At Malabar hill, the highest point in Bombay (15 m above sea level), the Silhara kings founded the Walkeshwar temple. The original structure structure was destroyed by the Portuguese and rebuilt in 1715 by Rama Kamath, a Shenvi Brahmin. The Banganga tank, attached to the temple, dates from the Silhara times, and is the oldest structure in Bombay. A rock formation at present-day Malabar Point, called the Shri Gundi was claimed to have the power to remove the sins of pilgrims, and is reputed to have been visited by Shivaji and Kanhoji Angre.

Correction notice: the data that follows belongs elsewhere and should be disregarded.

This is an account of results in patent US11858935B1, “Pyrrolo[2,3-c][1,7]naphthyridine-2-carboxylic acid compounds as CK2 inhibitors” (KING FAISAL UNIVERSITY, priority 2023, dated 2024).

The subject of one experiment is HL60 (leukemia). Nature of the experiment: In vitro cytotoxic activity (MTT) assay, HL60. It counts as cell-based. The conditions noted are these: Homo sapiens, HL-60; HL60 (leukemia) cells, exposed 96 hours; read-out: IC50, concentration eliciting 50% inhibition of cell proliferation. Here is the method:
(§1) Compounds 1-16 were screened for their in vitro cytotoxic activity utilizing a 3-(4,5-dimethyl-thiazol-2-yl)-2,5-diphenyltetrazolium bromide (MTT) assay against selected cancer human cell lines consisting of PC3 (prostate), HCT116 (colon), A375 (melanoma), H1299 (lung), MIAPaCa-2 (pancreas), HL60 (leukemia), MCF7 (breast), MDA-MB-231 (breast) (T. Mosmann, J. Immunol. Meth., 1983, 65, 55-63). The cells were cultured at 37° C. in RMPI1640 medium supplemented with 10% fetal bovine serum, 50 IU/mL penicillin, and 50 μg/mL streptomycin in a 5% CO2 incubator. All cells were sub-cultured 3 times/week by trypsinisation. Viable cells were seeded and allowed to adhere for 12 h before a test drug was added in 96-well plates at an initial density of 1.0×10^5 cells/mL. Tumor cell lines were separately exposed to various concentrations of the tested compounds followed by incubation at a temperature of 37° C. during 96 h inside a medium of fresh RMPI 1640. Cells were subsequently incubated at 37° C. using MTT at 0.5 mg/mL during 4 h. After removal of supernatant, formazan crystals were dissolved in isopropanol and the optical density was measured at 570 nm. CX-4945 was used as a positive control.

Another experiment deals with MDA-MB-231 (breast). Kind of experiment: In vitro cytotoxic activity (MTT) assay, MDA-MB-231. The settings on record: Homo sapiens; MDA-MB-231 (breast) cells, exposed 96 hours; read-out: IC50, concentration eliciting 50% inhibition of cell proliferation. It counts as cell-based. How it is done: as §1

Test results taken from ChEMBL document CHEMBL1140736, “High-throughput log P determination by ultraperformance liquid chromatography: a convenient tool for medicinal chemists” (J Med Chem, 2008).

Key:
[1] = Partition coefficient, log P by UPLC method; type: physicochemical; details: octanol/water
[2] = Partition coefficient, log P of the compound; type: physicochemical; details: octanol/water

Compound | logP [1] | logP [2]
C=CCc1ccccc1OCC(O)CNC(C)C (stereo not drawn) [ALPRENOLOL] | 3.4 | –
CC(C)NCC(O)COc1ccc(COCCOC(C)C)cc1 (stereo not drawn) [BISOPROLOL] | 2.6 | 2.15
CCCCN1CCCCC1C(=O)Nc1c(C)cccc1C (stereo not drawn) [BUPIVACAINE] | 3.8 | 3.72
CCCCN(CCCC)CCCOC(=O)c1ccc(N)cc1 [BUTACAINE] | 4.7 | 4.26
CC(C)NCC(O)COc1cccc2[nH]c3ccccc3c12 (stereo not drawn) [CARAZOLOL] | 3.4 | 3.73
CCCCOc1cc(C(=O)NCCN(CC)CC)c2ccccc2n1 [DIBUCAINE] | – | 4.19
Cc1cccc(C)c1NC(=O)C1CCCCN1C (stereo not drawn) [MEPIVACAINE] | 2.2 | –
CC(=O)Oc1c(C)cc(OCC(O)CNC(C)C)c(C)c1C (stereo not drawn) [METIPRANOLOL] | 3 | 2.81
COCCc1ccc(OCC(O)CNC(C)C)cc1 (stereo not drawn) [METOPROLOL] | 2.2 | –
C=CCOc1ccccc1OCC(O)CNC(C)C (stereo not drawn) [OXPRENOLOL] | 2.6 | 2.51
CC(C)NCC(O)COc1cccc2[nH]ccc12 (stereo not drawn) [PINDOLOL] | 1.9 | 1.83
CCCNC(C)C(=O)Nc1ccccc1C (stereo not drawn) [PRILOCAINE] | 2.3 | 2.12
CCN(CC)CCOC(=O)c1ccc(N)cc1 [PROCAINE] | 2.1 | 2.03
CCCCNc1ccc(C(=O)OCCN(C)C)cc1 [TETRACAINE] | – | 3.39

C18 At the northern foot of the Hill, in the part now called Breach Candy, was a temple to three goddesses-- Mahakali, Mahalakshmi and Mahasaraswati. A creek to the north separated the island of Bombay from the Koli island of Worli. This creek was filled after the completion of the Hornby Vellard in 1784. Soon after, the modern temple of Mahalakshmi was built here.
C19 By 1860, the Walkeshwar temple, attracted a large number of people. There were 10 to 20 other temples around it and over 50 dharamshalas. Fairs were held near the temple on Kartik Purnima and Mahashivratri. The first European to build a bungalow here was Montstuart Elphinstone, during the period of his Governorship. After this, in the boom period of the 1860's and 1870's many Englishmen built houses here, and the area became the posh locality which it still remains.